Senso e Senso

July 5, 2014

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After watching Visconti’s film, Senso (1954), I just had to read the original story (1882) by Camillo Boito. (It seems there is only one translation.)  Boito was a major figure in the development of  modern architectural restoration practice, as well as the designer of several buildings, and his brother was a major figure in opera, being Verdi’s librettist for twenty years.  From Wikipedia we learn that

The word “senso” is Italian for “sense,” “feeling,” or “sentiment.” The title refers to the delight Livia experiences while reflecting on her affair with a handsome lieutenant. The novella is typical of Scapigliatura literature…

“Scapigliatura” is Italian for “unkempt” or “disheveled,” and it was a major literary movement, heavily influenced by German Romanticism, Poe, Baudelaire, and the French Decadents.  In Boito’s stories that I have read so far, the macabre and grotesque, mixed with madly passionate attachments seems the norm.

Senso, however, is the tale of a cold, thoroughly narcissistic young woman who starts a torrid love affair shortly after her marriage to a boring older gentleman.  She is Venetian, and that city, as well as much of northern Italy, is under the rule of the Austrian Empire.  The story takes place near the end of the Risorgimento (Resurgence), that was the Italian movement to expel the foreign rulers and unite as one modern nation.  The politics of the era, however,  are hardly relevant to the story, although they are central to Visconti’s adaptation of it.

In fact, nothing is very relevant to Countess Livia, except for her own self-regard, and the longing and admiration she inspires in others.  When she is jilted by her lover, what really stings is:

That blonde minx brazenly boasts of being more beautiful than me, and (this was the supreme insult that really rankled) he himself proclaims her more beautiful!

In the film, Alida Valli portrays a mature woman, but Boito’s character is barely past twenty, already thoroughly corrupt.  She revels in the cowardice, dishonesty, and selfishness of her lover, who is an Austrian officer – it seems to increase his erotic charge:

Perfect virtue would have seemed dull and worthless compared with his vices. To me, his infidelity, dishonesty, wantonness and lack of restraint constituted a mysterious but powerful strength to which I was happy, and proud, to enslave myself. The more depraved his heart appeared, the more wonderfully handsome his body.

She does have reservations once in a while:  his unwillingness to get his uniform wet to save a boy who has fallen into a canal strikes her as a bit much.

The story is told through the device of Livia re-reading her diary years after the affair has ended, before she intends to burn it.  Although now middle-aged, she still thrills to the story as when she was young, and the sensuality is quite graphic.  Here she recounts finding her lover lodging with a local prostitute, leading to the last straw in their relationship.  I love the bit about tickling her armpit.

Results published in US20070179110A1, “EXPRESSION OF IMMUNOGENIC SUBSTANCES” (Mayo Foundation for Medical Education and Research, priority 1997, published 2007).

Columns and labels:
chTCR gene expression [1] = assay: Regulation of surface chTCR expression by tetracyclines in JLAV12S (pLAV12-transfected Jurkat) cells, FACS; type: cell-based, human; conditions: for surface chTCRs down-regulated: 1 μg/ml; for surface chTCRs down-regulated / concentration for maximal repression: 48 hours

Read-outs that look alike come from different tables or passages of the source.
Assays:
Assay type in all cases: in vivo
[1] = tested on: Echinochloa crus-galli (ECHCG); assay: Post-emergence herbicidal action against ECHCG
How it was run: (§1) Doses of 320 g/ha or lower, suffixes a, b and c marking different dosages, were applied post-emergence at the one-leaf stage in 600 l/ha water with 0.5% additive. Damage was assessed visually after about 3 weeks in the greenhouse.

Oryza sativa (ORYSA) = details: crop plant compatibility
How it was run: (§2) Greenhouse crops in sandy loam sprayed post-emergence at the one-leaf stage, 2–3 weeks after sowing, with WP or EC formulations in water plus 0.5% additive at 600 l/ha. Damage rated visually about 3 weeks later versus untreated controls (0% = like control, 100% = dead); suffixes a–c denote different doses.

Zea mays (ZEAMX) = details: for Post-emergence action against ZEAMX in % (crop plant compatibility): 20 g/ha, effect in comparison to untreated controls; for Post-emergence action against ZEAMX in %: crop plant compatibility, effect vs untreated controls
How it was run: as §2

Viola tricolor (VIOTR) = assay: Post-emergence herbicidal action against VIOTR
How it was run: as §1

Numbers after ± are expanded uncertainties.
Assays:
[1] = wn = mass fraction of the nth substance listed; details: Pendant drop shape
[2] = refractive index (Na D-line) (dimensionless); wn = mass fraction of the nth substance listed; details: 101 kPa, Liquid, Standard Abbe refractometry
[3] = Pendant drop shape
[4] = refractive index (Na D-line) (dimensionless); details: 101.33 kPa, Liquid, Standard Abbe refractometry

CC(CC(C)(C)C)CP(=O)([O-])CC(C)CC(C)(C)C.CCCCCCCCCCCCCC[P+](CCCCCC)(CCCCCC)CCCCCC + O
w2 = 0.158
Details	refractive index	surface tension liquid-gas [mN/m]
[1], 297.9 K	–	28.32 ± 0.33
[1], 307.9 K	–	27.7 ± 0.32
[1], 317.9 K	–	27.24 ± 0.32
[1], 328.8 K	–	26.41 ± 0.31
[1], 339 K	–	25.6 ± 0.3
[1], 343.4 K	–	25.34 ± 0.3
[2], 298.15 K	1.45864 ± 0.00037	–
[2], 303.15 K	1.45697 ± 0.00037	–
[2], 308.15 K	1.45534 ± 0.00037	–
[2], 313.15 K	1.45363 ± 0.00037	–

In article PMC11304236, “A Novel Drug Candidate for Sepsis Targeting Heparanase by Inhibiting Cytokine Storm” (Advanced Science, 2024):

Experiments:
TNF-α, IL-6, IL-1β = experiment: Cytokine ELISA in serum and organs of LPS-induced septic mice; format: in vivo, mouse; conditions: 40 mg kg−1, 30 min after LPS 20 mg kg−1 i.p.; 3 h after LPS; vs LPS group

I could already feel the arms of my lover – the man for whom I would unhesitatingly have given everything I owned, including my life – crushing me to his broad chest. I could feel his teeth biting into my skin, and I was overwhelmed in anticipation with ineffable bliss. I felt weak with relief, and had to sit down on a chair in the hall. Hearing and seeing as if in a deep dream, I had lost all sense of reality. But someone nearby was laughing and laughing: it was a woman’s laughter, shrill, coarse and boisterous, and it gradually roused me. I listened, rising from my seat, and, holding my breath, approached a door that stood wide open, through which I could see into a huge, brightly lit room. I was standing in shadow, out of sight.  Oh, why did God not strike me blind at that moment? There was a table with the remains of a meal on it. Beyond the table was a big green sofa: there lay Remigio, playfully tickling a girl’s armpit. She was hooting and shrieking with laughter, wriggling and writhing…

Remigio didn’t know he had met his match for amorality.  He avoided combat by bribing some doctors to give him a medical deferment using money given him by Livia.  (In the film, the money was intended to support the Risorgimento troops, making her an adulterer and a traitor.)  The Countess has a letter from Remegio in which he thanks her for the cash, and details to her his current pleasant arrangements, hoping to see her soon of course.  She shows the letter to the local Austrian commander, telling him she wishes to be a “loyal citizen”.  No, she’s not German, but her family was always on good terms with the rulers, and in fact, her husband is rather wary of the Italian nationalists.

The commander reads the letter and understands the situation instantly:  a jilted lover wishes to revenge herself by having the man shot for desertion.  “Despicable!” he tells her, but she replies, “Do your duty!”  He does, and Remigio is arrested:  Livia receives an invitation to the execution, which, of course, she attends:

What happened next, I do not know.  Something was read out, I think. Then there was a deafening noise and I saw the dark young man [one of the doctors] fall to the ground, and in the same instant I noticed that Remigio was stripped to the waist, and I was blinded by those arms, shoulders, neck, and limbs that I had so loved. Into my mind flashed a picture of my lover, full of ardour and joy, when he held me for the first time in his steely embrace, in Venice at the Sirena. I was startled by a second burst of sound. On his chest that still quivered, whiter than marble, a blonde woman had thrown herself, and was spattered with spurting blood. At the sight of that shameless hussy all my anger and resentment returned to me, and with them came dignity and strength. I had acted within my rights, and I turned to leave, serene in the self-respect that came from having fulfilled a difficult duty.

There’s a fatal woman for you!  But in Visconti’s telling, she is driven mad by her passion, and in the end, wanders the streets of occupied Verona shouting the name of her lover.